Working with 1000 instructors, students and administrators to develop our last major release in November seemed hard to top, but I was humbled and proud to hear that more than 2000 have guided us in the development process since then as we hit another milestone with today’s release of a simply better Blackboard Learn.
Through our wide array of client programs, we empowered you to take ideas and work hand-in-hand with us through the development process, from the initial creation of the use case, to design and the field trials. And because we’ve invested heavily in these programs, I hope that when you see product videos, screenshots and ultimately get your hands on these features, you’ll say, “That’s exactly how I expected it to work.” Our goal is to let you focus on core teaching and learning tasks and not the technology support around those activities.
One of the first things that stands out to someone new to Blackboard Learn is the overall grading workflow. Starting with the Needs Grading View, you have an instant, streamlined view into what requires your attention.
This new release extends our inline (i.e. onscreen in the browser) grading capabilities from blogs, discussions, wikis and journals to assignments. Imagine the traditional workflow for scoring these. You would need to download the file, save it to your desktop, make edits, save again and then re-upload. Now you can make all those annotations (text edits, highlights, comments, strikethroughs) right on the screen. And it doesn’t stop there! Once you grade one student’s work, in just one click you can easily navigate to the next assignment – without having to go back to the GradeCenter to enter grades.
Assignments are one way to measure student learning, and of course, tests are another. You outlined certain scenarios that required us to change design, deployment and feedback options for tests, and today’s release delivers on those. You now have the ability to set different test availability rules for different users, or groups of users – for example, for students with disabilities who might need more time to complete a test. And on the feedback side, there is more granular control for what a student sees. So after submitting the online exam, a test-taker can immediately see the final grade but not the answers to prevent cheating.
I’m a numbers guy, so I would be remiss if I didn’t use this opening to mention my favorite feature that came out Blackboard Learn last fall – Test Item Analysis. I’m not going to get into the algorithms and backend calculations that were created by people far smarter than me, but in a nutshell, this feature measures the effectiveness of your assessments. Perhaps a question was worded poorly, or a student can justify an alternate answer, or maybe it was just a simple mistake and the wrong answer was put into the system. This feature helps you identify – and then automatically correct – those issues.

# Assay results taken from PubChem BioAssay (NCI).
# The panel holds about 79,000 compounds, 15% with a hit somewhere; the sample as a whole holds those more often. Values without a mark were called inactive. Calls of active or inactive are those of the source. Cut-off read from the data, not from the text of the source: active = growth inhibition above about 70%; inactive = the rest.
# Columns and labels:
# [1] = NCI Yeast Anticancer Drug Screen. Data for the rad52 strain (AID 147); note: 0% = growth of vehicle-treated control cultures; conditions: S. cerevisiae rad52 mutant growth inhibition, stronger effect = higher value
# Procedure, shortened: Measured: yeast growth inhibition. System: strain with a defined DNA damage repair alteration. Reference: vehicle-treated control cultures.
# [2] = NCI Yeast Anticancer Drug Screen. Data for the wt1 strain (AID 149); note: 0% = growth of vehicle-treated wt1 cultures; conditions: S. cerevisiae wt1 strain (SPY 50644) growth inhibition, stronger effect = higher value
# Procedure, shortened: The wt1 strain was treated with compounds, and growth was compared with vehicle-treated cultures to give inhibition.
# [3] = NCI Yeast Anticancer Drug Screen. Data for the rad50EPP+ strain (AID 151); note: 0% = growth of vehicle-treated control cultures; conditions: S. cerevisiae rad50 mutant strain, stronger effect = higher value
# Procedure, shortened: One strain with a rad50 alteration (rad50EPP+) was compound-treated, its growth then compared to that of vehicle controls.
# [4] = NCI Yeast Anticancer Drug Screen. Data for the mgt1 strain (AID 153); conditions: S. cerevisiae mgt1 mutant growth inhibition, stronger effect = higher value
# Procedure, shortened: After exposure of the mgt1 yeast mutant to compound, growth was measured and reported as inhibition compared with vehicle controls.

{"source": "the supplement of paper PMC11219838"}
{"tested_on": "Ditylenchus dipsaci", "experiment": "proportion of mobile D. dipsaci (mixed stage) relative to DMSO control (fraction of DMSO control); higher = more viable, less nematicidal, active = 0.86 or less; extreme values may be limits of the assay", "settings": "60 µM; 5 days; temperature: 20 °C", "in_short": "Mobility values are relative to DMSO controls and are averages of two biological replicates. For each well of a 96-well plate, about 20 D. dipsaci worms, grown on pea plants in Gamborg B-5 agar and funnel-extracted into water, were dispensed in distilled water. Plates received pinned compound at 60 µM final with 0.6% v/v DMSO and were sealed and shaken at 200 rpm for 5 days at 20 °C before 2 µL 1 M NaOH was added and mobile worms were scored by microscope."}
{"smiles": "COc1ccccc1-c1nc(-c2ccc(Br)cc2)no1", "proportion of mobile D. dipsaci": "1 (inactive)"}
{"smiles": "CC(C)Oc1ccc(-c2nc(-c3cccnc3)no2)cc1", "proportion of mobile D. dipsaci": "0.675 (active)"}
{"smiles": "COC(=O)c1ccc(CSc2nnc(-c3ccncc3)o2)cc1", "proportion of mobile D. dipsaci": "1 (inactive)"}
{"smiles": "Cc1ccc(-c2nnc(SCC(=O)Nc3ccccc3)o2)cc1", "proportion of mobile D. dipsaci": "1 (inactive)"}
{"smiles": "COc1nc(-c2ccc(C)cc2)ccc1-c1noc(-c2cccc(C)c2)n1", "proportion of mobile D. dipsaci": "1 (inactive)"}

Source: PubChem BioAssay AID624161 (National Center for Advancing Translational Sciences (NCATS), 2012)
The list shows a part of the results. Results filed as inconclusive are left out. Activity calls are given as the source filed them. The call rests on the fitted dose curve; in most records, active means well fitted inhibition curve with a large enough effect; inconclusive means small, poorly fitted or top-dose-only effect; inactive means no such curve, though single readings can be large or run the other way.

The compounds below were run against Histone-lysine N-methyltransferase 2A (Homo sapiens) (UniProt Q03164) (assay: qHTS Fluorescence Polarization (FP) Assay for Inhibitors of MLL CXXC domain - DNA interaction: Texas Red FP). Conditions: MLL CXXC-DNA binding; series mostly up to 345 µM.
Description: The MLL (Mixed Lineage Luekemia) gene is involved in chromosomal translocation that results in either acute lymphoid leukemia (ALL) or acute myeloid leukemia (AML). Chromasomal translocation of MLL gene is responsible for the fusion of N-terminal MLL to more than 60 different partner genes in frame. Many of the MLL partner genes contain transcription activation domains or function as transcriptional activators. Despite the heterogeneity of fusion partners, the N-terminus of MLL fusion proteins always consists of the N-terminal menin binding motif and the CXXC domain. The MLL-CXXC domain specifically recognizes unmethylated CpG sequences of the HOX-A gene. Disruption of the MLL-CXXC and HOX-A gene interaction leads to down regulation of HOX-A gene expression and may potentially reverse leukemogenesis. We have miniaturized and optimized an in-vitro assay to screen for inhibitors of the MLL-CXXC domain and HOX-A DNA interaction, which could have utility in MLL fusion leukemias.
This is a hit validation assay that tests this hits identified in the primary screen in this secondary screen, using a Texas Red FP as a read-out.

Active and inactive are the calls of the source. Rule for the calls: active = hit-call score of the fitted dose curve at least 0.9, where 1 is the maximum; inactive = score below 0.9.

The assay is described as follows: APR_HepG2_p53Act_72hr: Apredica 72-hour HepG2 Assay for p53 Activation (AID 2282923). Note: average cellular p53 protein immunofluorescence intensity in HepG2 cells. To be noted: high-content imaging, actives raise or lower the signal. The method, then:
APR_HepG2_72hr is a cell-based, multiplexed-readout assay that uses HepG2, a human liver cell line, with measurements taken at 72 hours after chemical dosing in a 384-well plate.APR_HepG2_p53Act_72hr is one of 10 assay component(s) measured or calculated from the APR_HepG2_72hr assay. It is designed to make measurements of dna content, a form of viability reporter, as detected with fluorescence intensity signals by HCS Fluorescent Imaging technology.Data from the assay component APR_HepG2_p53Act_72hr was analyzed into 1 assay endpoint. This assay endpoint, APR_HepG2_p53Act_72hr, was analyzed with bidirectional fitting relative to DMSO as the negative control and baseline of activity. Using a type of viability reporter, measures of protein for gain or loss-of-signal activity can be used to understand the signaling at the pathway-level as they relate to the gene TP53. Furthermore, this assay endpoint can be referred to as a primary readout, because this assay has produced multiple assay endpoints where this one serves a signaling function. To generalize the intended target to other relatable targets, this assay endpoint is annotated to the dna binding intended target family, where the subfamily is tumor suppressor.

Fear not, you don’t need to manually go in and regrade each affected test. Within this workflow itself, you can edit the offending test question and then hit “update and regrade.” Whether it’s five tests or 500, you just fixed it with one push of a button!
Now that you’ve scored assignments and tests, you need to analyze student performance in your courses. One option is to look at grades and the information in the Course Activity Reports, which track which students access your online materials and for how long.
Suppose we did that for you? In, let’s say a dashboard that measures student engagement and performance? That’s exactly what we built, and we call it the Retention Center. This automatically identifies students could be at-risk, and allows you to take action before it’s too late. Whether that’s scheduling office hours, providing more personalized instruction or assigning additional content, that’s up to you. Now you have the tool to help you do just that.
If conducting some virtual sessions or scheduling office hours is part of the plan for your at-risk students, you can do that on our revamped, modern calendar. It addresses one of, if not the most requested enhancement to Blackboard Learn. Those of you who are J’s on the Myers-Briggs indicator like me will love the ability to color code courses and activities on the calendar. And if you need to modify the due date, you can simply drag and drop to the new spot on the calendar –the date associated with the assignment in Blackboard will automatically update!
That’s just a quick peek into what we’ve done in this release for you. I could go on about the rebuilt Discussions and ways that we’ve incorporated assistive technology into the system, but I’ll let you see those in action on our YouTube Channel
And our support for you, the educators, doesn’t stop upon the release of the features. We’ve made a significant investment in empowering faculty members, as is evidenced by a new Faculty Resources page. There, you can find the most up-to-date information including feature videos, training programs, our MOOC catalogue, and on-demand tutorials.
We recognize that the time that we make new functionality available to you doesn’t always sync up with when your institution plans to adopt those features. In order to leverage these innovations and enhancements, I encourage you to test drive the latest version of Blackboard Learn yourself for free with a Guided Trial. Whether you want to see how we’ve addressed your concerns or if you just want to get a head start on rolling out these new tools to your students, the Guided Trial can be tremendous asset for you.
Do you have two minutes and want to see these in action before jumping in? Take a look at the video below, and you’ll see why Blackboard Learn is simply better for you.